Standards Evaluation Process
Charged with the task of recommending standards for e-prescribing to promote patient safety and quality health care, NCVHS scheduled testimony in 2004 to learn:
After this information was gathered, NCVHS then reviewed the standards gaps and limitations with the standards developers. This dialogue helped NCVHS determine what standards have adequate industry acceptance and what actions are necessary to address gaps and limitations in standards for them to be available for the MMA demonstration projects beginning January 2006. See Appendix A for the NCVHS work plan.
The MMA provides that pilot testing of standards is not required where there already is adequate industry experience with the standards. At the July 21, 2004, Health Information Technology Summit, HHS announced its intent to accelerate the implementation of e-prescribing by proposing an initial set of well-established standards for implementation by January 2006, when the Medicare Part D benefit begins. Standards appropriate for inclusion in this initial set are identified in the NCVHS recommendations below as foundation standards.
NCVHS received testimony from all stakeholder groups identified in the MMA (i.e., standards setting organizations, practicing physicians, hospitals, pharmacies, practicing pharmacists, pharmacy benefit managers, state boards of pharmacy, state boards of medicine, experts on e-prescribing, other appropriate Federal agencies). In addition, testimony was heard from e-prescribing networks, demonstration projects, software developers, and consumer advocacy organizations. (See Appendix B for list of testifiers.) In over 11 days of deliberations from March to September 2004, NCVHS heard from 65 testifiers and other industry experts.
Guiding Principles for Selecting Standards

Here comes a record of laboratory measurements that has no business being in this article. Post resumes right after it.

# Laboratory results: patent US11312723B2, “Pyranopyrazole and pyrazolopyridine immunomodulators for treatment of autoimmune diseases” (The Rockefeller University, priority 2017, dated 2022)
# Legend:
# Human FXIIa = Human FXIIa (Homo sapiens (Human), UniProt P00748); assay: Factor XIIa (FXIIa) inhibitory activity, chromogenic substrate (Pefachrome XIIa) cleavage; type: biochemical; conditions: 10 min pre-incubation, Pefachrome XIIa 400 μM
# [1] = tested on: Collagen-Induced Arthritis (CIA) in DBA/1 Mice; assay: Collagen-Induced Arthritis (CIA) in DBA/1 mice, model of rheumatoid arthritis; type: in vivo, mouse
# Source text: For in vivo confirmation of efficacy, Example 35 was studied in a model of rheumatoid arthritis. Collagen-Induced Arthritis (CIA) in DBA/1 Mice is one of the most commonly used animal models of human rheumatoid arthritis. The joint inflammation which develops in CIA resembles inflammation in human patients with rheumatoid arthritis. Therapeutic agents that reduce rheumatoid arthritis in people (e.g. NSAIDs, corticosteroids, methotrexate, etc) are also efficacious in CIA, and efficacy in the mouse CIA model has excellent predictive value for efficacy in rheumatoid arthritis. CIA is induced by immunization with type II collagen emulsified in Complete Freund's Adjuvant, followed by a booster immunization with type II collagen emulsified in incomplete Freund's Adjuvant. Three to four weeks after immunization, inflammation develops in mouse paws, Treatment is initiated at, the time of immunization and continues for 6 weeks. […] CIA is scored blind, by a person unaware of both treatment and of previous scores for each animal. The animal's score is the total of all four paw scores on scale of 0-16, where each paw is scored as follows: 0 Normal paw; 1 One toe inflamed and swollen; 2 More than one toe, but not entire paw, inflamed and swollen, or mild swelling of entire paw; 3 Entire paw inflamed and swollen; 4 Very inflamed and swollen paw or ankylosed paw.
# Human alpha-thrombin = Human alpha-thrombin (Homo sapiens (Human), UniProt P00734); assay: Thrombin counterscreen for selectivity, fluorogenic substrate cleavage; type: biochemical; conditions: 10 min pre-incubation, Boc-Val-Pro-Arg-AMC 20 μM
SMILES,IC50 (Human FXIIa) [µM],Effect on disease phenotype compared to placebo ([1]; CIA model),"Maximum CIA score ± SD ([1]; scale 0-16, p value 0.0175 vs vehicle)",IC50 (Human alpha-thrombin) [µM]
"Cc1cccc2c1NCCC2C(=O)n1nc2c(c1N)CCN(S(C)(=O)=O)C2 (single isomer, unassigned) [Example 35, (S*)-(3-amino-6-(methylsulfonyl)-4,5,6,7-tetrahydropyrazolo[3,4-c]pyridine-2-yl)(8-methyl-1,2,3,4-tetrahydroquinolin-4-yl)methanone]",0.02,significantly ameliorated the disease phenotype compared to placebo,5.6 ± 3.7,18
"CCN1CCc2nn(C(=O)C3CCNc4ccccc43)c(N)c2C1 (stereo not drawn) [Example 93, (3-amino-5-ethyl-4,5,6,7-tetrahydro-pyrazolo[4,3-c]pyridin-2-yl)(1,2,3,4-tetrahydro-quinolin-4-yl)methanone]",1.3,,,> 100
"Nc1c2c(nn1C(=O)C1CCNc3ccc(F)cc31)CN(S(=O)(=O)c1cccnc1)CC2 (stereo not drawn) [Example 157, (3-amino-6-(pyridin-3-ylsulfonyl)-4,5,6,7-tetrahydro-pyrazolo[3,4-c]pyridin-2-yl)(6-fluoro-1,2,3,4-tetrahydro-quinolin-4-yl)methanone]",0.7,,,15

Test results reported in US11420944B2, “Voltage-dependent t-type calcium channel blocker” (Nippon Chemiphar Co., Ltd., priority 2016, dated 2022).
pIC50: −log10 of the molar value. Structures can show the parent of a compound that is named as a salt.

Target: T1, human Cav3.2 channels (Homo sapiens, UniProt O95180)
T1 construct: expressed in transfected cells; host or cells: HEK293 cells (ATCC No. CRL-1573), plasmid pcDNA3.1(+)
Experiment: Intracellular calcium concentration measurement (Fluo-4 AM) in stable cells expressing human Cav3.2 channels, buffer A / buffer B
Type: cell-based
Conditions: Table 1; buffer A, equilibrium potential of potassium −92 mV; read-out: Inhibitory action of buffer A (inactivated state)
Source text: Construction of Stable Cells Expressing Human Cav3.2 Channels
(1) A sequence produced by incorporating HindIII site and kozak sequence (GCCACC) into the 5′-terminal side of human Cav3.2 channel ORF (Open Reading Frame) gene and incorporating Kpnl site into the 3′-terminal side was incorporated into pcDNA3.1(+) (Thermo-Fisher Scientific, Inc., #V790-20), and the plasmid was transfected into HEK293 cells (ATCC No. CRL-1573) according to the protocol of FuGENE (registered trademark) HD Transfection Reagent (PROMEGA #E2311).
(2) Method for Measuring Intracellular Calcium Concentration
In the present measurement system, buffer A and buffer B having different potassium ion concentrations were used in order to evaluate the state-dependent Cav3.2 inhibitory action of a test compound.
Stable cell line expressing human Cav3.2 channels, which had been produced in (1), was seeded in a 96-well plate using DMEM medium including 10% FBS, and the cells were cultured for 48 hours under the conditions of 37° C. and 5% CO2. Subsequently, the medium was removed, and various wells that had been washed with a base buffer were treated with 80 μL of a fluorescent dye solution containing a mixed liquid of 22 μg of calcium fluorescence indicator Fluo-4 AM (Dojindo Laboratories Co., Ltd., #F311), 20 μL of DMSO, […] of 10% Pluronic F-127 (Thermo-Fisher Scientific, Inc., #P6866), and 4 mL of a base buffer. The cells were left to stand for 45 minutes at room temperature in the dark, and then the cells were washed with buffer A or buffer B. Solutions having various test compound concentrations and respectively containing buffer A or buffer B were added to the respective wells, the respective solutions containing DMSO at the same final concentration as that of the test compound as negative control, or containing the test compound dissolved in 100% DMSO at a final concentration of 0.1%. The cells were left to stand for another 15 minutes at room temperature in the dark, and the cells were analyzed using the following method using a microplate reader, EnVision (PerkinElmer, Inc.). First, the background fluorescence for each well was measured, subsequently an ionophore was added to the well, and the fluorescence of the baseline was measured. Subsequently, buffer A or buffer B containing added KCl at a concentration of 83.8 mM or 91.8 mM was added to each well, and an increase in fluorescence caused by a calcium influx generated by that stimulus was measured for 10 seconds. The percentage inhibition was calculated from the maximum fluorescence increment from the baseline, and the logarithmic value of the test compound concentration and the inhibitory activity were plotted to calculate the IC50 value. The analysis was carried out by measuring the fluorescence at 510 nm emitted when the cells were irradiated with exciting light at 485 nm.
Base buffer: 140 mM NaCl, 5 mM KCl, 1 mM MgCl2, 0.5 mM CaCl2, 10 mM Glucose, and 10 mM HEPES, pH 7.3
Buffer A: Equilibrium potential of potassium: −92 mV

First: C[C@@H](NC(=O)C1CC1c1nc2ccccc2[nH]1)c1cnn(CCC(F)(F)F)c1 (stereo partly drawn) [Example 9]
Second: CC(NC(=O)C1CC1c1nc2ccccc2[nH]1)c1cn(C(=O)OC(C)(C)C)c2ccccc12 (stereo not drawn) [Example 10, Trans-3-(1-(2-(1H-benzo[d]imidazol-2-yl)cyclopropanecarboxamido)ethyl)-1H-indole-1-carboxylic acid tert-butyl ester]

In making its recommendations, NCVHS utilized the guiding principles and requirements identified in the MMA for selecting e-prescribing standards  :
In addition, NCVHS believes the standards should be vendor neutral and technology independent, preferably be developed by standards development organizations accredited by the American National Standards Institute (ANSI), and have suitable indications of market acceptance.
Types of Standards and Important Related Issues
There are three types of e-prescribing standards that NCVHS identified and evaluated as being necessary to support e-prescribing. They are: message format standards that provide communication protocols and data content requirements (including those to support medication decision making), terminologies to ensure data comparability and interoperability, and identifiers for all relevant entities within the e-prescribing process.
NCVHS notes there are privacy considerations uniquely related to e-prescribing, which will be investigated in subsequent hearings and reflected in the March 2005 recommendations.
NCVHS further observed that deployment of e-prescribing may involve policy or workflow issues that are outside the scope of standards but are important related issues.
Observations and Recommended Actions
NCVHS observes that the U.S. healthcare system has made considerable progress in developing pragmatic solutions for e-prescribing. These solutions provide an excellent foundation to build upon. The status of each e-prescribing standard evaluated is described in detail in the working document in Appendix C.
Following is a list of observations and associated recommended actions. The observations describe the purpose and extent of industry experience regarding a standard or issue. The recommended actions under each observation recognize first any foundation standards, then the actions to address additions, development, and pilot testing necessary to meet the MMA requirements. While foundation standards do not in themselves need to be pilot tested, they do need to be tested with the expanded functionality required by MMA. The observations and recommended actions are grouped as follows: general overarching items, message format standards, terminologies, identifiers, and important related issues.